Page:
Consider Chapter 13 Bankruptcy 

by | Jun 28, 2023

Chapter 13 bankruptcy is not what most debtors are interested in.  When most people think about filing for bankruptcy, they are thinking of bankruptcy under Chapter 7.  Chapter 7 is ‘the quick one.’  Chapter 7 is the type of bankruptcy where your non-exempt assets are taken by the Bankruptcy Trustee and sold to pay your creditors.  Both Chapter 7 and Chapter 13 result in a discharge on some or all of your debt, but there are certain Chapter 13 bankruptcy strategies that can be used to give a consumer bankruptcy debtor more flexibility.


The most common alternative to Chapter 7 is a bankruptcy under Chapter 13.   While Chapter 13 bankruptcy does not discharge debt quickly, Chapter 13 is a solution for those debtors whose temporary financial troubles can be resolved by making monthly payments on some percentage of their debt.  If a bankruptcy debtor has the ability to make monthly payments, a Chapter 13 can help by (maybe) reducing the amount of debt and allowing for repayment in a manageable monthly installments.


What is Chapter 13 Bankruptcy

Chapter 13 Bankruptcy provides a number of solutions to a debtor’s financial problems.


  • First – reduce your overall debt amount.  A Chapter 13 Plan of Reorganization can be used to reduce remaining car payment amounts, reduce interest and/or principle on a car loan, strip off junior mortgages in certain instances, among other options.

  • Second – provide a manageable way to pay down non-dischargeable debt.  Certain debts [Child Support, Alimony, Most Tax Debt] cannot be discharged by the Bankruptcy Court.  A Chapter 13 can function as a monthly payment plan to allow for repayment of these types of debts while suspending interest and penalties.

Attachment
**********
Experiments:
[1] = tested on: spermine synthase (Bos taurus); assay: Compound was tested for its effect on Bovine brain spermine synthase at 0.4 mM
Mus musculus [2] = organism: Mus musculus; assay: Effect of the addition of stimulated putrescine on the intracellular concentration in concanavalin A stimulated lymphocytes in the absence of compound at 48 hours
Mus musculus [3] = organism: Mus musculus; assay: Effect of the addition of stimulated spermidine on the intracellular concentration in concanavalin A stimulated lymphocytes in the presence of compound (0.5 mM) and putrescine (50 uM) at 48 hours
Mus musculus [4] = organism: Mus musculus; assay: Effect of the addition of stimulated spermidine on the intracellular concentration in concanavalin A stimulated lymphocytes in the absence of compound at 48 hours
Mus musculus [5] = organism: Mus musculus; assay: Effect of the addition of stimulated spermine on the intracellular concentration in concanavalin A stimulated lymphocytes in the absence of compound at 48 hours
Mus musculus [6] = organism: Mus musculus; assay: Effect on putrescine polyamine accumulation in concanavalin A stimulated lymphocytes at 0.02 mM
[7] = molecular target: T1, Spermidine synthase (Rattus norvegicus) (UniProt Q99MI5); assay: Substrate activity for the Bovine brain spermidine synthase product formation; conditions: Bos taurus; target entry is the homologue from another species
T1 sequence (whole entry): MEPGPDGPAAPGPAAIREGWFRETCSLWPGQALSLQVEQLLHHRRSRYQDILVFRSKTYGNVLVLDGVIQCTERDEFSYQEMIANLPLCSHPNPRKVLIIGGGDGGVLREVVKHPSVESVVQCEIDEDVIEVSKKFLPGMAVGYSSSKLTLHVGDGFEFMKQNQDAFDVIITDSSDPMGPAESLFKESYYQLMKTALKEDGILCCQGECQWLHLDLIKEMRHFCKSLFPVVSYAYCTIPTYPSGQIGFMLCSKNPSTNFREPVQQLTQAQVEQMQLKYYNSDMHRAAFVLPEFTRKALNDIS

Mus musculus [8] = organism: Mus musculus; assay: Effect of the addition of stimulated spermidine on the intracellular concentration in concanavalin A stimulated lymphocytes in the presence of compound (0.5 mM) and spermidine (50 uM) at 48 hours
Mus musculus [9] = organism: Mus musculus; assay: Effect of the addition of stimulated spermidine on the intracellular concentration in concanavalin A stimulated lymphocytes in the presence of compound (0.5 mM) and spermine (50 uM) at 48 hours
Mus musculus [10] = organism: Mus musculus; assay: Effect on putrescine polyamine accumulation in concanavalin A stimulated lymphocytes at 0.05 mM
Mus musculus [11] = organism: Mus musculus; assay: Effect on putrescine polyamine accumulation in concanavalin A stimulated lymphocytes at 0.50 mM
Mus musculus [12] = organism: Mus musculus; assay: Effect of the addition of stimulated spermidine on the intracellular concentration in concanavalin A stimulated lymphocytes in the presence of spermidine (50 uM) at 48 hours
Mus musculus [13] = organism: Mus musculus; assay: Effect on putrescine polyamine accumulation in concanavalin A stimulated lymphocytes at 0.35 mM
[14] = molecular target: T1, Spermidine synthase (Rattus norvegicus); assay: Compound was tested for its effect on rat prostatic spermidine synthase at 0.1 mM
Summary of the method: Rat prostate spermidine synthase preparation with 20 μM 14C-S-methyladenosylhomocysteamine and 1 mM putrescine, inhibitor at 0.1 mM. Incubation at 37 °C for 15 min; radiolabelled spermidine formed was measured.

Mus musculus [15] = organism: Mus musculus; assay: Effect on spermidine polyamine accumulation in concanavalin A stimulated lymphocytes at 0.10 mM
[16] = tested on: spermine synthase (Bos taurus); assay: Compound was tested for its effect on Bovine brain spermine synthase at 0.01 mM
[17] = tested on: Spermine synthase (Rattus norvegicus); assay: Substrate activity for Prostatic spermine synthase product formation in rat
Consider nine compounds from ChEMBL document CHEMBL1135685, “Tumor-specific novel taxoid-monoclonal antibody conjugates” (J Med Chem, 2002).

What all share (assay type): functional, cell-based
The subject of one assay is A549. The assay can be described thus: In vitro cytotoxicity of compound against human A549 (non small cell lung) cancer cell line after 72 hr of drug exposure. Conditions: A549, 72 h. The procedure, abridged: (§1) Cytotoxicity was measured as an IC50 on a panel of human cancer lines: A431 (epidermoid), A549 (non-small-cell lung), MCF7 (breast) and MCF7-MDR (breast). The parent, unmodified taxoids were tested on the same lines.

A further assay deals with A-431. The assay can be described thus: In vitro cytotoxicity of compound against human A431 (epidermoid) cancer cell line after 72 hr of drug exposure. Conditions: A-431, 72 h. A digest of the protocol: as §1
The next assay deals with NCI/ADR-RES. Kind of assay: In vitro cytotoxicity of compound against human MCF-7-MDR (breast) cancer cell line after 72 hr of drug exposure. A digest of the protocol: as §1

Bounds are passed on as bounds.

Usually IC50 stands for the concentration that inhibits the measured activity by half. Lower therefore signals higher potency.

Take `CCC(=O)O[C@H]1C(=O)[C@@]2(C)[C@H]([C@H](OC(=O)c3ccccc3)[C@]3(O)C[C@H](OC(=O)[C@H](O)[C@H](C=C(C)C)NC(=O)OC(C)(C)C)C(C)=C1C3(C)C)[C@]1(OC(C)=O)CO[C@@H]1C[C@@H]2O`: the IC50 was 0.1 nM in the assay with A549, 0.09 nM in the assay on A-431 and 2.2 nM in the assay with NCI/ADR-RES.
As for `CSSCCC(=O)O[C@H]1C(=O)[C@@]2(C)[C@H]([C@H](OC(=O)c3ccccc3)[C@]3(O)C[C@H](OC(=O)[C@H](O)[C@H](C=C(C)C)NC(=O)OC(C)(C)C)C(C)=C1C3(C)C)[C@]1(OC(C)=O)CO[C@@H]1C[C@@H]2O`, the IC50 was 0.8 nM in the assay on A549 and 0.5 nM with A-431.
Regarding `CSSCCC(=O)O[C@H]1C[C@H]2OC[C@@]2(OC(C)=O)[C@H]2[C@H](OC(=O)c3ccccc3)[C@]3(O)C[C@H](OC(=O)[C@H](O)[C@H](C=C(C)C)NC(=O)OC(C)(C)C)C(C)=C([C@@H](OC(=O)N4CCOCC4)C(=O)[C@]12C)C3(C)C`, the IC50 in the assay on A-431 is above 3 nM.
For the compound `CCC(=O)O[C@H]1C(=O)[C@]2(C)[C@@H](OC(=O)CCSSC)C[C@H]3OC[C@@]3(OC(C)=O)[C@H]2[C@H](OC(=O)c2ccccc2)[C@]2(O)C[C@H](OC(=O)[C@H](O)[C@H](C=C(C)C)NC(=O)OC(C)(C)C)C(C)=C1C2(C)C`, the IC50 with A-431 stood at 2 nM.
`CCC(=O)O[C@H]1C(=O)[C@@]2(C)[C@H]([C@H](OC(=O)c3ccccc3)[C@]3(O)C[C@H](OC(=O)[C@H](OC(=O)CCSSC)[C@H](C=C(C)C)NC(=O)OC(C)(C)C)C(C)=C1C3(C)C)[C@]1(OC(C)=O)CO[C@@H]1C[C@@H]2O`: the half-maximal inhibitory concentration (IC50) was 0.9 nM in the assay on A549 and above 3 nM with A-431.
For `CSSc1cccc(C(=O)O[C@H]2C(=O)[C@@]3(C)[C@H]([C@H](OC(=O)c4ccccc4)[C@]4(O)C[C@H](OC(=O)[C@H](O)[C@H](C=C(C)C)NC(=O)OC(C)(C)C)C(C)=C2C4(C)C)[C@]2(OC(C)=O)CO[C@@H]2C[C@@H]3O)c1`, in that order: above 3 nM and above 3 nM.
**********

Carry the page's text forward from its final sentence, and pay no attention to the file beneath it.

A Chapter 13 Plan of Reorganization involves making monthly payments over 3 or 5 years, a debt repayment plan.  A payment is made monthly for 3 years (36 months) or 5 years (60 months).  The amount owed is totalled up and divided by the number of months required to complete payment.  (There is also a 10% charge for payment of the Chapter 13 Trustee).


A Chapter 13 requires you to have a source of income to support the proposed repayment plan.  If your monthly income is too low compared to your reasonable monthly expenses, you may be disqualified from Chapter 13 bankruptcy because your disposable income does not cover the monthly repayment of the debt.  However, even in these cases, there may be a Chapter 13 solutions that a knowledgeable bankruptcy attorney can provide.

There are some significant upsides to Chapter 13 Bankruptcy.


Should You Consider Chapter 13 Bankruptcy

Chapter 13 Bankruptcy is not necessarily for everyone.  However, Chapter 13 provides a way to lower your total debt and establish a workable repayment plan.  If you’re looking at bankruptcy, and you have a steady monthly income that covers your monthly expenses, or if you have financial problems that cannot be solved by a discharge under Chapter 7, Chapter 13 bankruptcy may be your solution.

Contact us if you are thinking about bankruptcy and we can help you determine which approach is right for you.

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